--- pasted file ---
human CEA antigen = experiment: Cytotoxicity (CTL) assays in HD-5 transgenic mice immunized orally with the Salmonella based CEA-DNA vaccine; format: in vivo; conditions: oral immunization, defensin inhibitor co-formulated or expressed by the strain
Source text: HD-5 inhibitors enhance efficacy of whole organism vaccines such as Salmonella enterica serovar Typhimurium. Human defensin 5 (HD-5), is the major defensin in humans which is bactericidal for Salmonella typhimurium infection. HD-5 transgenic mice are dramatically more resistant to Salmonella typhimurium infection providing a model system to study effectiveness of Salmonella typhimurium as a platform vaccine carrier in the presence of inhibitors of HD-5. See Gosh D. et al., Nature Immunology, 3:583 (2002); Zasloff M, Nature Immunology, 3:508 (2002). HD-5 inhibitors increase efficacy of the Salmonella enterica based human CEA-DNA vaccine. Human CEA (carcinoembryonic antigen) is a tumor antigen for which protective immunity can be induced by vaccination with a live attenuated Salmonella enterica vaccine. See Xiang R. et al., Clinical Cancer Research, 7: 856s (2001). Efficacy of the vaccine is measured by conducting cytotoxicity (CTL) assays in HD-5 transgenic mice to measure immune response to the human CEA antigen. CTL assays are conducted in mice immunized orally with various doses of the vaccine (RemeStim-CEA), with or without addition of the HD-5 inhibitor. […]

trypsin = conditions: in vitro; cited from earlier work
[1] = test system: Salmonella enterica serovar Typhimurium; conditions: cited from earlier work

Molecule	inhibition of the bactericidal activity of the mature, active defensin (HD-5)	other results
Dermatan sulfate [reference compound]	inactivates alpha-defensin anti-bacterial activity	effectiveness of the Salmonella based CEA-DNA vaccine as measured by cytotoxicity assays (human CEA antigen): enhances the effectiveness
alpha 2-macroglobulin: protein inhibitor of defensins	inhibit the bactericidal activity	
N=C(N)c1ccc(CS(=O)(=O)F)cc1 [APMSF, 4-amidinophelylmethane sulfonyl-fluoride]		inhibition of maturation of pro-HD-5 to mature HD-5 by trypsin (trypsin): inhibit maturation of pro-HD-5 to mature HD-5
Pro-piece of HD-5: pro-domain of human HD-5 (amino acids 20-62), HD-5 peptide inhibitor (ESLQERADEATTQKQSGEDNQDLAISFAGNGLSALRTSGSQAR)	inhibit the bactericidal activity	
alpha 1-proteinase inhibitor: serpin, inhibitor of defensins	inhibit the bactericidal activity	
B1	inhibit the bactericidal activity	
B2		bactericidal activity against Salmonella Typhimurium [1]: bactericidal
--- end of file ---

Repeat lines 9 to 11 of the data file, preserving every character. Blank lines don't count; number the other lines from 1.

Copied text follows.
Pro-piece of HD-5: pro-domain of human HD-5 (amino acids 20-62), HD-5 peptide inhibitor (ESLQERADEATTQKQSGEDNQDLAISFAGNGLSALRTSGSQAR)	inhibit the bactericidal activity	
alpha 1-proteinase inhibitor: serpin, inhibitor of defensins	inhibit the bactericidal activity	
B1	inhibit the bactericidal activity	